I believe you're talking about what I would call a 29 gallon tank. . .
I'm not so good at stocking questions, but I might be able to give you a starting point. . . and that is always going to be to figure out what your water conditions are, and if they're suited to the fish you'd like to keep. It's often better, certainty easier, to choose fish that will thrive in the water that you have, rather than trying to adjust things to suit their needs. Guppies prefer harder water, while many of the other species you've listed (like Tetra) won't do as well unless the water is soft. As a general rule, it seems that the water over there tends to be very hard, so I'd recommend that you find out what the GH (General hardness) of your tap water is, and go from there.
A QT tank is
really important, because fish are put through a lot of stress during transport, and change tanks several times (usually very quickly) between the breeder and your home tank. This leaves them open to carrying many illnesses that you don't want to introduce to the other fish in your tank. (Dwarf Gourami and labyrinth fish in general seem to have a rep for carrying even more illnesses, and should be kept longer in QT to ensure the safety of the others). I'm not sure how it works in the UK, but here every shop has their own rules and warranty. Most of our local shops wiill give you a 24 hour return policy, while the larger chain stores have a longer return time of 1-2 weeks or so. But even if you are able to return the sick fish you bought yesterday, you won't be able to do anything about the sickness that he brought into your tank with him, and that could be affecting livestock that you've had for a longer time. . . Another thing to consider with regards to the QT tank is that frogs are very different creatures, and can't tolerate many medications that fish can (different fish can also tolerate different medications), so if you end up in a situation where you have to medicate a sick fishy, you might run into trouble with nowhere available for the other creatures that can't be exposed to a particular medicine. Shopping from different stores is fine, but be very aware of ALL of the tanks in the shop, and their conditions. Usually shops have all of their tanks run through the same system - so they share the same water. A fish that is suffering 3 tanks down may very well be infecting the others, even if you don't see it. I'm not trying to frighten you! In most cases fish are wonderful at taking care of themselves, and don't need to be treated at all - but it *can* be a problem, and a QT tank, at least during stocking, can be a lifesaver - especially to a beginner (like me) who doesn't always know what to look for in a sick fish.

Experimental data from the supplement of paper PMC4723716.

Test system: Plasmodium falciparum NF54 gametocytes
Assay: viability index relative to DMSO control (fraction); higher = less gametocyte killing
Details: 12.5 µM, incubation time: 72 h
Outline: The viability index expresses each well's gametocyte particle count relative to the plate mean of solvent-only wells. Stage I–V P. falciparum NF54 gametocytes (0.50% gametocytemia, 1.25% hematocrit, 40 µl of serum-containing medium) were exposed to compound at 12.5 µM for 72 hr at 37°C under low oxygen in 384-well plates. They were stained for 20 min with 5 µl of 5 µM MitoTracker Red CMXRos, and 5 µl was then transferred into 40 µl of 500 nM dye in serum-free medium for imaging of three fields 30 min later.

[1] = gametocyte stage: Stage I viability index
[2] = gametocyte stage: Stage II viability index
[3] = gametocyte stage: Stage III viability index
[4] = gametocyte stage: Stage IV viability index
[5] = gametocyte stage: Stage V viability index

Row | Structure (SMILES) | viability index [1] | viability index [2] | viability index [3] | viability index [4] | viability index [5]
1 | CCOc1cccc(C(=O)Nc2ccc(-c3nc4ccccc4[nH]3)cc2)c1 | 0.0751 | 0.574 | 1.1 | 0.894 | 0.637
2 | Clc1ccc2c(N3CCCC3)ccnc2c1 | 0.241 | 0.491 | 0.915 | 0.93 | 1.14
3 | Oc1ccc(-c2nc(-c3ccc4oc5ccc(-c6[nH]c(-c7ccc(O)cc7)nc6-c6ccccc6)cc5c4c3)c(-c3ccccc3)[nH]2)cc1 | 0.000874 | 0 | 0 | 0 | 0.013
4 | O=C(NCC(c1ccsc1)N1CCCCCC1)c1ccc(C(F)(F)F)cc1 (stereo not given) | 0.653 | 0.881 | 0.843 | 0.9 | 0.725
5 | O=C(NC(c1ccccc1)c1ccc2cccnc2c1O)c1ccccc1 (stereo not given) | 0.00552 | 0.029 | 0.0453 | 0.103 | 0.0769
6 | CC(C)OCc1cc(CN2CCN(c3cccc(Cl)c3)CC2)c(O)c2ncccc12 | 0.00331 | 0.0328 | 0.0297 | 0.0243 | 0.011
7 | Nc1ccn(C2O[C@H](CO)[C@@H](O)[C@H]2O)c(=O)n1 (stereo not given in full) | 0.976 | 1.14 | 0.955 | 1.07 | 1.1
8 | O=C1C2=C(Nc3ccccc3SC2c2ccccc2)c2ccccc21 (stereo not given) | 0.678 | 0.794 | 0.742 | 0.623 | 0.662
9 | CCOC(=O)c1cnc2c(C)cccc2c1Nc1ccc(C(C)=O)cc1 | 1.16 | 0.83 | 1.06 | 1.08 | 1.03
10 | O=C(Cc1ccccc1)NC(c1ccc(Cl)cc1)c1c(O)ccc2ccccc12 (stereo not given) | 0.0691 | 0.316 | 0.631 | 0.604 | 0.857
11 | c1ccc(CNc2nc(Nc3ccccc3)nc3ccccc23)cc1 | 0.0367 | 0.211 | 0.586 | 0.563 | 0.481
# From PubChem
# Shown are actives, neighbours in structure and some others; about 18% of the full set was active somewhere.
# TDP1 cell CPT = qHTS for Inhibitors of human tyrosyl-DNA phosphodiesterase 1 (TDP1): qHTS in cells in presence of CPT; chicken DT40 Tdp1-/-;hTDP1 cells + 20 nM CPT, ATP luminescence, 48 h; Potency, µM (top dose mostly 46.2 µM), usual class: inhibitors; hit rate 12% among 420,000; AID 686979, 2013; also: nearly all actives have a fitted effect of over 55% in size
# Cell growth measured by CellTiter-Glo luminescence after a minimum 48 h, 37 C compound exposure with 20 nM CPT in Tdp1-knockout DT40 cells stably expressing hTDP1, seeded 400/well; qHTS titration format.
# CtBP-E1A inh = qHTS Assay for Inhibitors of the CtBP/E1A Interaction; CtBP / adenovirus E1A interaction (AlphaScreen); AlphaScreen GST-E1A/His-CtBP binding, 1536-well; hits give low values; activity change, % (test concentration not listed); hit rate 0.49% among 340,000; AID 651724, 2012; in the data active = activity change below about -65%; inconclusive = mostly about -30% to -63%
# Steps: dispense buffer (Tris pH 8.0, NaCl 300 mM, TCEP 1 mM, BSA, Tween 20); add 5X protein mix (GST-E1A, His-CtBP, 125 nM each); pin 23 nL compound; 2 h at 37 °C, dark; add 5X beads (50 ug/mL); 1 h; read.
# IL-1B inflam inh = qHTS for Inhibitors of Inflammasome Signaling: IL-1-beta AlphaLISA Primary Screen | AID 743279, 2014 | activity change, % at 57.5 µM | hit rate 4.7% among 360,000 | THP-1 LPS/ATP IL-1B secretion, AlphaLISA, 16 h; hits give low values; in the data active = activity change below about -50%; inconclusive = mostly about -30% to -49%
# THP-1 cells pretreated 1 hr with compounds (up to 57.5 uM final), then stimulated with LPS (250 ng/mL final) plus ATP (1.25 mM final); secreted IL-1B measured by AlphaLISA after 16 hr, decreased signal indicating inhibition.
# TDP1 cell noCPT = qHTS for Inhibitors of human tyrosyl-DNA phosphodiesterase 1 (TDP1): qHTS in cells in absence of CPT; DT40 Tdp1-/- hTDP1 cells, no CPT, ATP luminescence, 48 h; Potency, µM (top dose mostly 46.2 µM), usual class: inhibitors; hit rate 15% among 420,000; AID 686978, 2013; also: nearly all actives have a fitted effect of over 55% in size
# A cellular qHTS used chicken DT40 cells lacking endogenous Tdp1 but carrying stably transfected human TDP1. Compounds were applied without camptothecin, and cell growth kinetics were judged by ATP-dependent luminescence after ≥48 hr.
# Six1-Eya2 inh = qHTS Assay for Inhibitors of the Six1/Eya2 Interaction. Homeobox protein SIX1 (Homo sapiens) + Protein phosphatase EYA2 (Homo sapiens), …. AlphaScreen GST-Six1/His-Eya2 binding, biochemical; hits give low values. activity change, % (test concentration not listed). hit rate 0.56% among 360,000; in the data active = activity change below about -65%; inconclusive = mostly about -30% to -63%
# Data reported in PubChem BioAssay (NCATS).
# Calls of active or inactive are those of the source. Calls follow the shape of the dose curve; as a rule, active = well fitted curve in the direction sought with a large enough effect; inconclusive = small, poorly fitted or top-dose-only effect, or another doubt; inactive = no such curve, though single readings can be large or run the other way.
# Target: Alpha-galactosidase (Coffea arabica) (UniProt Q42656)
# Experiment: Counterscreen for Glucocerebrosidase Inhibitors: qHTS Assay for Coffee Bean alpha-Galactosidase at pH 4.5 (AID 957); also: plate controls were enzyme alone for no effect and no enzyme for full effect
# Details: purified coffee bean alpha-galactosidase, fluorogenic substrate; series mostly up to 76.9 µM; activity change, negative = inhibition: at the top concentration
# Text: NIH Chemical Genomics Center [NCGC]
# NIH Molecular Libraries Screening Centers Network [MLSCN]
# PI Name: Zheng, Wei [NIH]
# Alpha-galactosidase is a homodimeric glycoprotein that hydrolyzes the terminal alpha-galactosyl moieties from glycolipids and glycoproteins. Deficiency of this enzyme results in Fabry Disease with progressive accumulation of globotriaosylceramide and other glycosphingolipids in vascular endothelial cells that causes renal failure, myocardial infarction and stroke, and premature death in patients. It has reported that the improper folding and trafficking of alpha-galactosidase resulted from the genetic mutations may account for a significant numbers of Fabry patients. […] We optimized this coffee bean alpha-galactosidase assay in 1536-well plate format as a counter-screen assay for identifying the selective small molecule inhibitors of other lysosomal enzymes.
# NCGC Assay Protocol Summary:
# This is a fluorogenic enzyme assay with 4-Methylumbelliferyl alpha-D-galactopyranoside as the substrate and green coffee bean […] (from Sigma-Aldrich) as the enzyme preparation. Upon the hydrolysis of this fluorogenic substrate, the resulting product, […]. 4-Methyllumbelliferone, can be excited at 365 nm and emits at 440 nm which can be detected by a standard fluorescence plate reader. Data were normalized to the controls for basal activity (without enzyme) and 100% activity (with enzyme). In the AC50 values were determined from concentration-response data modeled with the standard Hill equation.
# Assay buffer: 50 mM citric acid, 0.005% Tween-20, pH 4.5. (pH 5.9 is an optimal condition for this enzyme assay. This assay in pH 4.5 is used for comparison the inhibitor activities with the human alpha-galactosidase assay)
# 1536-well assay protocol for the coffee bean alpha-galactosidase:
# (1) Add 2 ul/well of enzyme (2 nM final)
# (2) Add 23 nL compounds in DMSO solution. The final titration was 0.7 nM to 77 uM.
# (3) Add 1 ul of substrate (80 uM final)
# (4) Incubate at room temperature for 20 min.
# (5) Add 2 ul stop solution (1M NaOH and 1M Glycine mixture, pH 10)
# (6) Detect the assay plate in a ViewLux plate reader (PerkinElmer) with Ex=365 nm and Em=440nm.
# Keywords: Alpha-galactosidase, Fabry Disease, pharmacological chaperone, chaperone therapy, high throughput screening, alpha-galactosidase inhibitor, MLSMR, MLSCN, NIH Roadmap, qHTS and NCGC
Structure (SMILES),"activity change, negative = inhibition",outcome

I'm a huge fan of ADF frogs, and with my personal experience with having kept them in MY 29g community tank for a time, I think that they do best in a species-only set up. It can be very tricky to feed them with fish that feed more quickly (like guppies). Still, many people do it and do it well, just be aware that it can be a problem for them to get enough food, and that it's the right kind of food (not fish flakes)
If your water is soft enough for them, Tetra are a wonderful option in most community tanks! Since they like to shoal, it's best to keep them in as large a group as you can, though 6 is usually quoted as the minimum, I've found that they are much more comfortable in larger groups, and you'll really see them shine if you keep a good-sized shoal. Again, it depends on the type of water that you have. I think most tetra prefer soft water, but some types may be more adaptable than others to different water conditions.
To get an idea of what level of stocking your tank can handle, check out AQAdvisor.com It's a great site to give you a general idea of what you *can* do, but remember that it's a computer program - so it's not perfect!
I hope this helps a bit, I'm sure others will be along to fill in the blanks! Good luck, and kudos to you for doing things right and asking questions BEFORE you make the mistakes!